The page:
Leather is a luxurious fabric not everyone can afford.
The market for faux leather products has increased due to its considerably low price and similarity in appearance to real leather.
But is it more sustainable than real leather?
First, it is important to learn where our products came from.
Leather is produced from the hides of livestock such as cattle, buffalo, sheep or even alligators.
The hides, typically left over from food production, are tanned with several chemical treatments to preserve the animal skin.
Vegan or faux leather production involves no animal products, but are often made by layering plastic materials such as polyurethane (PU) and polyvinyl chloride (PVC), which is then treated by wax and dye to give it that pore-like texture.
In terms of durability, animal leather is made to last as a result of the complicated structure of skin fibres.
Plastic leather has a less complex design and is more susceptible to damage.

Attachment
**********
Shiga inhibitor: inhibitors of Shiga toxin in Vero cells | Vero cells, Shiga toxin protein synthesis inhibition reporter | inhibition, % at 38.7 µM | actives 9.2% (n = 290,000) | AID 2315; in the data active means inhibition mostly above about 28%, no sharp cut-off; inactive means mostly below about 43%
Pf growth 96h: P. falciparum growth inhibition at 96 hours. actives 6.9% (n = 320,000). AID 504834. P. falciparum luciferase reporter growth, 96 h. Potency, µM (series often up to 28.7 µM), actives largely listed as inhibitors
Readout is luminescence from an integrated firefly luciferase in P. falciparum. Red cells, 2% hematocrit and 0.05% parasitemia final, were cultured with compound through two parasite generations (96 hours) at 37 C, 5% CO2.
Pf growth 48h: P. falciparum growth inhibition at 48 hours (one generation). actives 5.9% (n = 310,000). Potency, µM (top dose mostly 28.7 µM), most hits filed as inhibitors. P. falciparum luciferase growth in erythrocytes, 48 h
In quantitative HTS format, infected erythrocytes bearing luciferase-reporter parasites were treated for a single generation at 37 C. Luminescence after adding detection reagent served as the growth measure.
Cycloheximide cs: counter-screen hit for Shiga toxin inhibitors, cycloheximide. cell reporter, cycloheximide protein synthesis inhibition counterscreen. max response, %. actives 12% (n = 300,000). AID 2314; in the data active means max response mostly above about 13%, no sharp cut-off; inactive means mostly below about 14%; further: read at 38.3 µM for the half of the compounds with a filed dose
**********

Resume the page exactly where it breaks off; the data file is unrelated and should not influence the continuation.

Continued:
On their environmental footprints, both leathers contribute to water pollution and carbon gas emissions in different stages of production.
PVC has been reported to be the “single most environmentally damaging type of plastic” by organisations like Green Peace.
It contains toxic materials like dioxins, notorious for its harmful characteristics to both humans and the environment.
On the other hand, tanning process of real leather uses heavy metals and chemicals that could penetrate human’s respiratory system.
It’s disposal also risks contaminating water streams and the ecosystem.
Moreover, the leather industry is directly linked with excessive land use for cultivation, deforestation and animal cruelty.
However, genuine leather is naturally biodegradable whereas plastic leather is not.
The mass production and consumption of synthetic leather can often cause more harm to the environment.
A lot of people adopt a vegan lifestyle for the environment, some do it for religious or ethical reasons.
But ultimately, when choosing which type of leather product there are no easy answers and it comes down to personal preference and lifestyle.